stream drips” have been used extensively in the past, but have seldom proved to be
very effective. These drips have a single line to a conventional drip and have a very
short contact area. Side-stream drips should generally be avoided.
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The components of any type of drip are: (1) top closure; (2) riser; (3) inlet/outlet
nozzles; (4) build; (5) elbow; (6) barrel; and (7) blow down. The top closure on all
types of drips should be a flange with a blind. The Riser is the vertical portion of the
drip, it should be sized to the next pipe size at or over twice the outlet pipe diameter
(e.g., a drip in a 20-inch line should have a 42-inch riser since 40-inch pipe is not
readily available). The height of the riser should be three times the outlet-pipe
diameter. On a Conventional drip (with or without a bypass), the inlet/outlet nozzles
can be made from a reducing cross. For either type of piggable drip, the inlet/outlet
nozzles must be set into reinforcing saddles. Build is the angle between the riser and
the barrel and should be 93° (i.e., if the top closure is level then the barrel will be 3°
below level). The most acceptable method of getting the necessary build is to miter
the elbow end of the barrel to the full build angle. This requires shimming two of the
feet of the beveling machine by t=d*tan(3)=d*0.0524. Where d is the distance
between the leading edge of the two feet (i.e., if the seating surfaces of the opposing
feet are 6-inchs apart, then the shim is 0.31” thick).

If the barrel and the riser are the same size, then the Elbow will be that size. If the
riser and the barrel are a different size then the use a reducing elbow to match sizes.
An in-line reducer can be used if there is no other option, but it should be an eccentric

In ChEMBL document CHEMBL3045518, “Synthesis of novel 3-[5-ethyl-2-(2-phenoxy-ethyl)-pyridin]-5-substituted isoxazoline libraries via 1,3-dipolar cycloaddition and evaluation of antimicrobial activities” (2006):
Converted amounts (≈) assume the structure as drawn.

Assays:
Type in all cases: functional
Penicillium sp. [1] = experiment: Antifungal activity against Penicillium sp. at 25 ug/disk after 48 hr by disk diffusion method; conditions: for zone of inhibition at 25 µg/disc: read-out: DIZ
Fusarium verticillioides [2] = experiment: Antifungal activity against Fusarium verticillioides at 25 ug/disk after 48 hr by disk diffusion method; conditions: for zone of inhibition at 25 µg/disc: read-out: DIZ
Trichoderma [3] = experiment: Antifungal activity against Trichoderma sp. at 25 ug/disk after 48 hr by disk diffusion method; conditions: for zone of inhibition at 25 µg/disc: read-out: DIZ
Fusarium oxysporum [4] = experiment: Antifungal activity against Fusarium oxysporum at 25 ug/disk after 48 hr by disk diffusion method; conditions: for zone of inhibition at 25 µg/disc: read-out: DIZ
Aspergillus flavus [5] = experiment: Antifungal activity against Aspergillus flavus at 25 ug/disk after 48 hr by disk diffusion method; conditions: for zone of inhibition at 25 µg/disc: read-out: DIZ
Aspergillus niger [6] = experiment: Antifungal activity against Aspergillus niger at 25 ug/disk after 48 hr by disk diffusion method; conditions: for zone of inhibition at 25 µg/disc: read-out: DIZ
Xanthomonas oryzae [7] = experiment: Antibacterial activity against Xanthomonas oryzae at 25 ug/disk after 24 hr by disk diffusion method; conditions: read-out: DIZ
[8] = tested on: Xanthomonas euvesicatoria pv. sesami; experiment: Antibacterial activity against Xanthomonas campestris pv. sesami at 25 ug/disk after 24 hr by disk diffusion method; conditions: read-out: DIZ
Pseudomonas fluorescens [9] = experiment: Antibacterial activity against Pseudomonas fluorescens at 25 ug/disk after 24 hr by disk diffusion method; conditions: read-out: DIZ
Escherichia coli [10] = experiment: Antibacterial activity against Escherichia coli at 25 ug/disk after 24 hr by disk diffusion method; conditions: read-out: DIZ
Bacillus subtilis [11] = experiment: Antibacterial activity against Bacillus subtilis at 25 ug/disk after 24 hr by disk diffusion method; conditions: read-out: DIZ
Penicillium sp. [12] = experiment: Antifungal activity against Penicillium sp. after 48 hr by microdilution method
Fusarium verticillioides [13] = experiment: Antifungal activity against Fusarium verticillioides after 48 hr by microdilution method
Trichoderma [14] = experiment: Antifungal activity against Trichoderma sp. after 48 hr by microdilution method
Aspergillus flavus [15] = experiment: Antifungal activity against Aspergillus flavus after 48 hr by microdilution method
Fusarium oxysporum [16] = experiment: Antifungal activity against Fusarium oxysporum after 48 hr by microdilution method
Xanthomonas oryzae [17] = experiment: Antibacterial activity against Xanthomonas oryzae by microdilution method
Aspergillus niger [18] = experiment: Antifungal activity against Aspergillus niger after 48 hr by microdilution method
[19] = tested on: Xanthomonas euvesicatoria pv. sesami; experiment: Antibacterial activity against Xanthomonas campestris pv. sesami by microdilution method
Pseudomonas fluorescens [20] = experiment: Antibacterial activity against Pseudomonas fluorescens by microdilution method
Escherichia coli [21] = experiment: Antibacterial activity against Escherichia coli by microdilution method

reducer located between the barrel and the elbow. The Barrel is the section of the
drip that holds water. A 20-inch Schedule 20 barrel will hold 0.360 bbl/ft, 30-inch
standard weight (about Schedule 15) will hold 0.831 bbl/ft, and 36-inch standard
weight (about Schedule 15) will hold 1.207 bbl/ft. So a 30 bbl drip must be 83 feet
long if made out of 20-inch, 36 feet long from 30-inch, and 25 feet long out of 36-
inch. The blow down should extend all the way into the barrel and be mitered to 45°
on the bottom.

Types of drips that have proven to be effective are:


a) Conventional: liquids are removed from a gas stream by both a change in velocity
and a change in direction. The change in direction is caused by a diverter plate
located to block the full stream. The diverter plate is attached to the blind plate, is
½” smaller than the riser I.D., is ½” thick, and it extends at least ½ inlet pipe
diameter below the bottom of the inlet pipe normal to the flow. Three 30-60-90
triangle supports (with the short side equal to 1/3 of the riser I.D. and attached to
the blind) are attached to the diverter plate with one located in the center of the
plate on the upstream side and the other two located 1/3 of the plate width from
either edge on the downstream side.
i) Top Closure: blind flange equal to nominal riser size.
ii) Riser: On this type of drip, the riser is made from a reducing cross. The
flange for the top closure and the elbow are welded to the full-size pipe of the
cross. This distance is not precisely three times the outlet-pipe diameter but it
is acceptably close.
iii) Inlet/Outlet Nozzles: weld flanges on the small outlets.
iv) Elbow: use a standard or reducing elbow as necessary.
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v) Barrel: the barrel diameter and length should be determined by expected


water influx during pigging.
b) Conventional with a bypass. This drip is identical to the conventional drip except
that the piping into it has fittings and valves to allow the line to be pigged. Many
of these drips were installed in the early ‘90’s with only a reduced-diameter outlet
and a full-size bypass valve (the reasoning was that we would force the drip into
side-stream service during pigging operations). This choice has significantly
limited operational flexibility and three valves should be used.
c) Piggable single-line. These drips are a recent innovation that relies only upon
velocity changes to drop out water. Component sizing is based on traditional
scrubber-sizing algorithms. The pipeline pipe-diameter continues through the drip
and the velocity change is achieved through slots cut into the pipeline within the
drip.

The width of each slot is 2.5 times pipe wall-thickness, terminated on both ends
by a half circle to reduce stresses. Total slot-area must be at least twice the outlet-
nozzle area. There are an odd number of slots in each quadrant of the pipe (with
the center of each set located at 0°, 90°, 180°, and 270°). The slots are located 2.5
pipe widths apart. With this configuration the slot length is:
π  D2 5 2 
l=  − nt 
nt  5 8 
l = length of slots
n = number of slots